> next 8 years studying theology and we ended up in a “reformed” Presbyterian
> Church.
> Continuing to read all sorts of things I now wouldn’t say that I fit any
> particular denomination.  Nicholas Wade would say that one can’t be
> religious unless he belongs to a religious “pack” of some sort.  I don’t
> agree with him.   I am technically a member of such a “pack” but no longer
> attend.  My wife would attend if she were able, but she is now an invalid.
> Does my being “technically a member” satisfy Wade’s argument that I need to
> be part of a religious “pack” (btw he doesn’t use the term “pack,” but I
> can’t recall the term he does use)?  I rather think not, on the other hand
> our church made two moves, each time further away from where we live and
> surely if we are physically unable to make the drive, they’ve got to accept
> that; so maybe we are still part of it.
> And there you have it,
> Lawrence
> *From:* lit-ideas-bounce@xxxxxxxxxxxxx [mailto:
> lit-ideas-bounce@xxxxxxxxxxxxx] *On Behalf Of *Omar Kusturica
> *Sent:* Tuesday, May 27, 2014 5:30 PM
> *To:* lit-ideas@xxxxxxxxxxxxx
> *Subject:* [lit-ideas] Re: Eugene Marais, baboons, and religious
> "instinct"
> Well, in a matter such as this where there is no compelling evidence
> either for or against, choice probably plays some role. Although, it is
> probably not a conscious choice.
> I have had some periods of being attracted to religion, even wanting to
> believe, but ultimately it did not overcome my secular upbringing .My
> parents may have had some periods of being attracted to religion as well,
> but when I was a child growing up in Socialist Yugoslavia, and they having
> been Communist Party members, they have raised me accordingly, thinking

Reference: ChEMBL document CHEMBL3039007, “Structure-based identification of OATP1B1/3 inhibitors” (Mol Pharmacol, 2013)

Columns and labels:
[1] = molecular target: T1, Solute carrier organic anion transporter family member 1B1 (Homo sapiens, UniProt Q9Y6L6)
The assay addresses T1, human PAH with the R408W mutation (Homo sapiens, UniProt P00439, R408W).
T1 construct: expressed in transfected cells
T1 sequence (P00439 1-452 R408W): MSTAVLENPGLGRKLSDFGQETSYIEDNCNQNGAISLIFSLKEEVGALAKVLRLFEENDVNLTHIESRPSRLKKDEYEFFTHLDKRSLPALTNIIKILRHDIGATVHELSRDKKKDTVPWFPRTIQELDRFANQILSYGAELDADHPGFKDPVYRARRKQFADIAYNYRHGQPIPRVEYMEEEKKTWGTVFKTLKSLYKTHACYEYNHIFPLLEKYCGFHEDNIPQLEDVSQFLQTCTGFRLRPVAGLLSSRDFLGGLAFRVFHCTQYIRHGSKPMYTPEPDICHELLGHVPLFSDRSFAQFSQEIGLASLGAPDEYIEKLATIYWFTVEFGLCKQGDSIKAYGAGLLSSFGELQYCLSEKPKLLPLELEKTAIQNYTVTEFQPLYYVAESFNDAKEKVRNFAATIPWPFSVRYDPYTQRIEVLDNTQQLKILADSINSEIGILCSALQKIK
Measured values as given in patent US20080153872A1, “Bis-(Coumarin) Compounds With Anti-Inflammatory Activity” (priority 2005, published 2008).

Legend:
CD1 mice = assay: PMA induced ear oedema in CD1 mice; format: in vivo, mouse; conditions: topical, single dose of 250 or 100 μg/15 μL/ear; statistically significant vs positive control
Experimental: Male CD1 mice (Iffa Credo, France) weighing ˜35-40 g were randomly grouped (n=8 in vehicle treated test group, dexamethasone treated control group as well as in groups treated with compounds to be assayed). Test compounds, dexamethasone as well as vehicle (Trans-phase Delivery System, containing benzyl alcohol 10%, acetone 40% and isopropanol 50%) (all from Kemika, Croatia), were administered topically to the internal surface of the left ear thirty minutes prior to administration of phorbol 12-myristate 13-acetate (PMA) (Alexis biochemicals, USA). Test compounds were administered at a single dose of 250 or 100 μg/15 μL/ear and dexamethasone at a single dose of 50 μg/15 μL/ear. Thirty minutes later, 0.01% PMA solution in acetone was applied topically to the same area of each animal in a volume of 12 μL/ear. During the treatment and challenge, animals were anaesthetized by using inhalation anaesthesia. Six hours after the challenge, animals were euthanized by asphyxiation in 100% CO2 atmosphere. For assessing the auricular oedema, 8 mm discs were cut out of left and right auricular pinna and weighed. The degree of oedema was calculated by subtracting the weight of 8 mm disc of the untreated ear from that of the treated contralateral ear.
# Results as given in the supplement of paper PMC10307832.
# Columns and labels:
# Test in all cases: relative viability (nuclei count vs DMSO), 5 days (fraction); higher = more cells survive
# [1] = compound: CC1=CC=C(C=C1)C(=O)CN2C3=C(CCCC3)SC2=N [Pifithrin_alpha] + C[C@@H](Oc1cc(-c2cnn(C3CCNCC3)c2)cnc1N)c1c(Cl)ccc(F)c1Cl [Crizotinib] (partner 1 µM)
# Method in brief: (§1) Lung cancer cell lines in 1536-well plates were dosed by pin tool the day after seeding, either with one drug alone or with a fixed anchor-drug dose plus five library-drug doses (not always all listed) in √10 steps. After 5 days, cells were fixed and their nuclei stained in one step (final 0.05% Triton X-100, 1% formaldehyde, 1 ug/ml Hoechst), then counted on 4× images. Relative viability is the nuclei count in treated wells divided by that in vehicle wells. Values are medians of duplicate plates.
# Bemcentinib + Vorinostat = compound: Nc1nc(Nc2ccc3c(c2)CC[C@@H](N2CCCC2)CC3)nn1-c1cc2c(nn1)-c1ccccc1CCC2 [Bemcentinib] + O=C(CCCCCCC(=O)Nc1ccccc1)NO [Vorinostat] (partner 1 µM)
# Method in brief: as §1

> that this would be the best way for me to fit into the' modern' society.
> Since then, religion (Christian and Muslim)  has seen some growth in
> popularity and official acceptance in these parts, but I am still not
> really a believer.
> How are the things standing with you in this matter ?
> O.K.
> On Wed, May 28, 2014 at 2:09 AM, Lawrence Helm <
> lawrencehelm@xxxxxxxxxxxxxx> wrote:
> Thanks, JL, for the *African Genesis* (written by Robert Ardrey) reference.
> I searched page after page looking for references to Raymond Dart only to
> learn it was not Dart but Eugene Marais who had the baboon story.  He wrote a
> book entitled *The Soul of the Ape* in 1919, published posthumously in
> 1939.  He also wrote some articles one can find collected under the title *My
> Friends the Baboons.*
> I’ve gotten Dart and Marais confused, but I’ll leave them that way and
> simply quote Robert Audrey describing the Baboon story I sort-of
> remembered.  The following is from pages 82-83:
> “Marais could always tell when a leopard was in the neighbourhood of his
> own band.  Protected by nothing but the rocky hollows in the krans and
> concealed only by the limbs of the massive wild fig, the troop would begin
> to move uneasily.  He would sense the restlessness, and then hear a
> particular cry of disturbance.  Helplessly the troop would wait for unseen
> death to pass unseeing.  But one night the leopard came early.
> “It was still dusk.  The troop had only just returned from the feeding
> grounds and had barely time to reach its scattered sleeping places in the
> high-piled rocks behind the fig tree.  Now it shrilled its terror.  And
> Marais could see the leopard.  It appeared from the bush and took its
> insolent time.  So vulnerable were the baboons that the leopard seemed to
> recognize no need for hurry.  He crouched just below a little jutting cliff
> above him.
> “The two males moved cautiously.  The leopard, if he saw them, ignored
> them.  His attention was fixed on the swarming, screeching, defenceless